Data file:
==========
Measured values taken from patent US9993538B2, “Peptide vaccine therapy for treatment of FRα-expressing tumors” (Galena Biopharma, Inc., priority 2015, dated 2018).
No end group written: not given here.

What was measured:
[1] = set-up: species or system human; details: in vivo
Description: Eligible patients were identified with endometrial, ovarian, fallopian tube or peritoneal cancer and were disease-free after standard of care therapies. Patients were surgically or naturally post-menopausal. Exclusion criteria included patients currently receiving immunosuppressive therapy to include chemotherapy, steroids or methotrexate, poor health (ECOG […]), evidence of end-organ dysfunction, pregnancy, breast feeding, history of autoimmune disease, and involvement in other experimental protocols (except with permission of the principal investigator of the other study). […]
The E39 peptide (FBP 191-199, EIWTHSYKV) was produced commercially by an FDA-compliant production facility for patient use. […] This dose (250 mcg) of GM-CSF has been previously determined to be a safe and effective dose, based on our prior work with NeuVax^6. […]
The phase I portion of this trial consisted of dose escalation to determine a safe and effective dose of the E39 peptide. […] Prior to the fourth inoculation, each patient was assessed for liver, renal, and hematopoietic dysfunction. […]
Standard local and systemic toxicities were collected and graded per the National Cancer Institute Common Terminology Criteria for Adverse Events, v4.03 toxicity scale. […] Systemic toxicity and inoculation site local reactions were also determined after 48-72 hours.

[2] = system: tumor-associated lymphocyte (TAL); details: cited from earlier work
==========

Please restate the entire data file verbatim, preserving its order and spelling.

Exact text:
Measured values taken from patent US9993538B2, “Peptide vaccine therapy for treatment of FRα-expressing tumors” (Galena Biopharma, Inc., priority 2015, dated 2018).
No end group written: not given here.

What was measured:
[1] = set-up: species or system human; details: in vivo
Description: Eligible patients were identified with endometrial, ovarian, fallopian tube or peritoneal cancer and were disease-free after standard of care therapies. Patients were surgically or naturally post-menopausal. Exclusion criteria included patients currently receiving immunosuppressive therapy to include chemotherapy, steroids or methotrexate, poor health (ECOG […]), evidence of end-organ dysfunction, pregnancy, breast feeding, history of autoimmune disease, and involvement in other experimental protocols (except with permission of the principal investigator of the other study). […]
The E39 peptide (FBP 191-199, EIWTHSYKV) was produced commercially by an FDA-compliant production facility for patient use. […] This dose (250 mcg) of GM-CSF has been previously determined to be a safe and effective dose, based on our prior work with NeuVax^6. […]
The phase I portion of this trial consisted of dose escalation to determine a safe and effective dose of the E39 peptide. […] Prior to the fourth inoculation, each patient was assessed for liver, renal, and hematopoietic dysfunction. […]
Standard local and systemic toxicities were collected and graded per the National Cancer Institute Common Terminology Criteria for Adverse Events, v4.03 toxicity scale. […] Systemic toxicity and inoculation site local reactions were also determined after 48-72 hours.

[2] = system: tumor-associated lymphocyte (TAL); details: cited from earlier work